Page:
Radiohead’s Thom Yorke – ever a voice in the wilderness, yeah? – granted a rare interview in February for a new high school textbook entitled The Rax Active Citizen Toolkit. The textbook is directed at encouraging young people to be more politically active, and the interview focuses on any tips Yorke might have for young musicians.
His advice: don’t sign on with a major label! Don’t struggle to find a record contract! “Don’t tie yourself to the sinking ship,” he says, “because, believe me, it’s sinking.”
Referring to a recent conversation with Radiohead bandmate Ed O’Brien, Yorke predicts that “it’s simply a matter of time – months rather than years – before the music business establishment completely folds.”
Months rather than years. And this is coming from people who know something of that which they speak. Radiohead got off the sinking ship quite a while back, breaking acrimoniously with EMI and releasing their seventh studio album, In Rainbows, online using a pay-what-you-like model.
The Featured Artists Coalition
Since Radiohead went rogue, guitarist Ed O’Brien has become the founding director of the Featured Artists Coalition, an organization dedicated to creating change in the music industry and protecting the rights of young artists.
According to O’Brien and the FAC, one of the reasons that the industry is such a mess right now is because they’re still clinging to business models created almost a century ago. The world has changed, but the contracts haven’t, and artists are still being asked to sign years of their talent and all the rights to their music away for the honor of being picked up by a major label.
Rip-Off Roll Call
One of the worst things done to musicians who are signed to majors is that the labels demand not only licensing of the artist’s music, but “assignment.” “Assignment” means that the music belongs to the label forever, they can do whatever they want with it, and even the original artist cannot use her work without permission from the label.
Another absolute no-exaggeration tragedy taking place in today’s industry is artists being contracted by a label just so that they won’t make music. Hip hop labels like CashMoney and Def Jam notoriously sign talented emcees and stable them for years at a time just so that they won’t compete with the labels star performers. The FAC is trying to change that by fighting for a “use it or lose it” approach to copyrights and contracts.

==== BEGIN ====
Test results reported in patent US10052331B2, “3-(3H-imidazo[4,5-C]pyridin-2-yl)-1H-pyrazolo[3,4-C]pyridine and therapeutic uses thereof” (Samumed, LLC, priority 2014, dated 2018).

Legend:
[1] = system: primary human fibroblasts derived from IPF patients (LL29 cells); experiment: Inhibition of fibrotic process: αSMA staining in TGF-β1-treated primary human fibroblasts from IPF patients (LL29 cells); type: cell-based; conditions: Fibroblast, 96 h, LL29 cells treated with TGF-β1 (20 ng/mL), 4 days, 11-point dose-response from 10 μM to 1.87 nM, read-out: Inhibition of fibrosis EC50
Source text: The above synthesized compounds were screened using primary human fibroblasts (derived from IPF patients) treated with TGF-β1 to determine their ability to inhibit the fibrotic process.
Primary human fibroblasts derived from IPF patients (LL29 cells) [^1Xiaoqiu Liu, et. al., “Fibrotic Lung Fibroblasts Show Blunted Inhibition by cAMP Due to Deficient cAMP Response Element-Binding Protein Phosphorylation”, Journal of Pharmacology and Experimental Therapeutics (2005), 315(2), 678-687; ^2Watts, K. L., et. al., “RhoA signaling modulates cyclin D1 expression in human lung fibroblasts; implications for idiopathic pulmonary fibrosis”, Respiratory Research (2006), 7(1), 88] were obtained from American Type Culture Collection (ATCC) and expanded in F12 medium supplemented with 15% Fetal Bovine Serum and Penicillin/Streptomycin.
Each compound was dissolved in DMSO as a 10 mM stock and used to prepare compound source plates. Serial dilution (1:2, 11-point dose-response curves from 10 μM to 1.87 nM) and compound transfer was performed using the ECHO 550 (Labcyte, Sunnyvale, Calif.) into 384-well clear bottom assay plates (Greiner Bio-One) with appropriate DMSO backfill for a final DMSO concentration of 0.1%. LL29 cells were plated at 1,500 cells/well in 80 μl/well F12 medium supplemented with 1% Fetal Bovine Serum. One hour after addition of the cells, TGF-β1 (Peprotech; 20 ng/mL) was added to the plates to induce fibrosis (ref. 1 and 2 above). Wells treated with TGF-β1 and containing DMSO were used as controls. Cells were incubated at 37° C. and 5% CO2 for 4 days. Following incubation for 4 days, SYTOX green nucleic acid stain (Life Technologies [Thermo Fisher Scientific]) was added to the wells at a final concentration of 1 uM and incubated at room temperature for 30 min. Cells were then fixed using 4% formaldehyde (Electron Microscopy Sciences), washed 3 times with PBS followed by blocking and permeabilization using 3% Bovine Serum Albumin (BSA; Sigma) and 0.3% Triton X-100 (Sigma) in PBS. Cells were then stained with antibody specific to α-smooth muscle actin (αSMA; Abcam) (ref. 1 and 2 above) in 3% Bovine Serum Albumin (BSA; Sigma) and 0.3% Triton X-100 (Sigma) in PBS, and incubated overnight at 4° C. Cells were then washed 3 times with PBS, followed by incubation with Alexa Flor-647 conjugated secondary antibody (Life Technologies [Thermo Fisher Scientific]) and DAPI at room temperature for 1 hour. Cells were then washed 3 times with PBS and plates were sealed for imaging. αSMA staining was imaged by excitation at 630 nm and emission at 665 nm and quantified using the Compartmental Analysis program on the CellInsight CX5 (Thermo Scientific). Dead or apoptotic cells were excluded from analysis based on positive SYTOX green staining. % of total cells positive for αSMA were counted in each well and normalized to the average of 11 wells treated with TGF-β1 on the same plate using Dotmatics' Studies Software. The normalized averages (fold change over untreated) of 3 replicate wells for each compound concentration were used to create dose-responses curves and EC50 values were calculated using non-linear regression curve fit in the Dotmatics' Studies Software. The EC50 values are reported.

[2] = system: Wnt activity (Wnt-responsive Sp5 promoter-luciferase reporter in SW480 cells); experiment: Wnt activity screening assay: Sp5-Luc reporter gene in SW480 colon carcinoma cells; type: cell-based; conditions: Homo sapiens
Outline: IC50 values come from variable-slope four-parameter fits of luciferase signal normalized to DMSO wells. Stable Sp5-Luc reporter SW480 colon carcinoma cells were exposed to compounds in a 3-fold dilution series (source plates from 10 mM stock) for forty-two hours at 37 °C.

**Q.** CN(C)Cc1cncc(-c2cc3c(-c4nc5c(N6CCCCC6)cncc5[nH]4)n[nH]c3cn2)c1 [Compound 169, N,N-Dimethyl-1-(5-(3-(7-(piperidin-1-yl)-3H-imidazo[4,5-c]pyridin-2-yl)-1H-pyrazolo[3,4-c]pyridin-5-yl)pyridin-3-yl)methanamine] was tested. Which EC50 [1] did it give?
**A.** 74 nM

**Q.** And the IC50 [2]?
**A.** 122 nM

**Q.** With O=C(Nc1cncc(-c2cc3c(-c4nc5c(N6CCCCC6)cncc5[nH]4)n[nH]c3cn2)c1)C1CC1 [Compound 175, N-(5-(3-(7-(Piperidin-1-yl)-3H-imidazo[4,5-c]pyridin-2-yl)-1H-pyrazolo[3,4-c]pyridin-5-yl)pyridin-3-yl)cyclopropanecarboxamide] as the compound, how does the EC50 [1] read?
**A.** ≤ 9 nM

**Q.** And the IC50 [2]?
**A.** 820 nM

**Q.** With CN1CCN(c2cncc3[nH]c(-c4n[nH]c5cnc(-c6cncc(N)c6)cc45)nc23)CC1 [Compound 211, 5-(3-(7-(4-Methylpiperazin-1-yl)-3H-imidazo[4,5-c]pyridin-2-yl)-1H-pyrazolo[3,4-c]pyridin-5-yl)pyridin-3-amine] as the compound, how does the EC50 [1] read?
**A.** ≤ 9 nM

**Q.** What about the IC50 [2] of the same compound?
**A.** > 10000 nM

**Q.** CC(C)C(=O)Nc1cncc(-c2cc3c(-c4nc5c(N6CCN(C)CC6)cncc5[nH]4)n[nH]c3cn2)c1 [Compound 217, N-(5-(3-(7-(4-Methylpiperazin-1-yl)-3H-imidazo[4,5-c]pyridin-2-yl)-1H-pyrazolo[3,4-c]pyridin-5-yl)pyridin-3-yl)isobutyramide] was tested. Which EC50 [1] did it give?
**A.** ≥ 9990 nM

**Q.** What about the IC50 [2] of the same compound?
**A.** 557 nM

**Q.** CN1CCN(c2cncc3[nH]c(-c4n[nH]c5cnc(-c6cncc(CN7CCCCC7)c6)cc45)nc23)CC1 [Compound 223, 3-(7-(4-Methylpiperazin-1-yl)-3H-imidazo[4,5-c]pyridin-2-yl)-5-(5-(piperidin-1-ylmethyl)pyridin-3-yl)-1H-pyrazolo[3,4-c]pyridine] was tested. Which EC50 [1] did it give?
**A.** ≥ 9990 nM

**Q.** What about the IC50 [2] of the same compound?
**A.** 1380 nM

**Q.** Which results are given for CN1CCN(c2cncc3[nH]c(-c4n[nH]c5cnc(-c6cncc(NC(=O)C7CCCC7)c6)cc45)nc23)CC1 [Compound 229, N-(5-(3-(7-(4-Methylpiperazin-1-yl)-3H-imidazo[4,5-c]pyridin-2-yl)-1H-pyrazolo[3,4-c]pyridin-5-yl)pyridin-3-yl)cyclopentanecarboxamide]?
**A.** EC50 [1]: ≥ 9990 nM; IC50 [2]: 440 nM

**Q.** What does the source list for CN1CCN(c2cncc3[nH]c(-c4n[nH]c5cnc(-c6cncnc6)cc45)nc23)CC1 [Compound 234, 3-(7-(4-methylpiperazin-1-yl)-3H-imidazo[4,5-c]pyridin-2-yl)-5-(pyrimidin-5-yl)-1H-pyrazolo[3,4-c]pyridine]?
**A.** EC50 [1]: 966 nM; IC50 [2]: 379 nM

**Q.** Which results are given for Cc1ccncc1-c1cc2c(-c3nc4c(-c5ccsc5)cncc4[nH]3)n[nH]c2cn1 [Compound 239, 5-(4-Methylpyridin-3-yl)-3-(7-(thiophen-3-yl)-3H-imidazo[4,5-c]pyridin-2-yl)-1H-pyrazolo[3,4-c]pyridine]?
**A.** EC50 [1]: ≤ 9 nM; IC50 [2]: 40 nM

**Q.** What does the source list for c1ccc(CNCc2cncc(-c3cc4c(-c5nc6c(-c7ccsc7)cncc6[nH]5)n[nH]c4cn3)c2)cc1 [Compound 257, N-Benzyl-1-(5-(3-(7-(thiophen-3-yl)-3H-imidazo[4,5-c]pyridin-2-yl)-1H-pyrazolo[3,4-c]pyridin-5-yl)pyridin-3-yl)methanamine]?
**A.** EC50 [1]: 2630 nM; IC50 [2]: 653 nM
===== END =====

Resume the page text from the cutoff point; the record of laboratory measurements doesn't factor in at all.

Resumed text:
Musicians are also being heavily affected by dealings between labels and digital distributors. Often, labels have the right to sell their entire libraries to digital companies, who then resell the music without compensating artists in any way. This is legal because, while new distributions channels and monetization opportunities have blossomed in the digital age, contracts between labels and artists have stayed the same.
“No Great Loss.”
These are just a few of the things that should make signing to a major label fundamentally unappealing for an up-and-coming musician. While I applaud the FAC’s efforts to change the system, we’d probably be a lot better off if the system would just go ahead and collapse already. In Thom Yorke’s own words, “When the corporate industry dies, it will be no great loss to the world.”
The downside, of course, is that some of the people who will suffer the most are those musicians who attach their work – often via contracts that require the promise of multiple albums and years of publishing rights – to an industry model that may be on the verge of collapsing, but that will surely take years to truly and properly die.
The solution? Don’t sign to a major label! Stop giving greedy assholes the right to profit from all the best new music! Reject the model that has become archaic! Embrace change! Find independent production resources! Promote indie talent and boycott corporate crap!
Think about it: if the music industry as we know it is really months away from collapse, where do you want to be when the lights go out?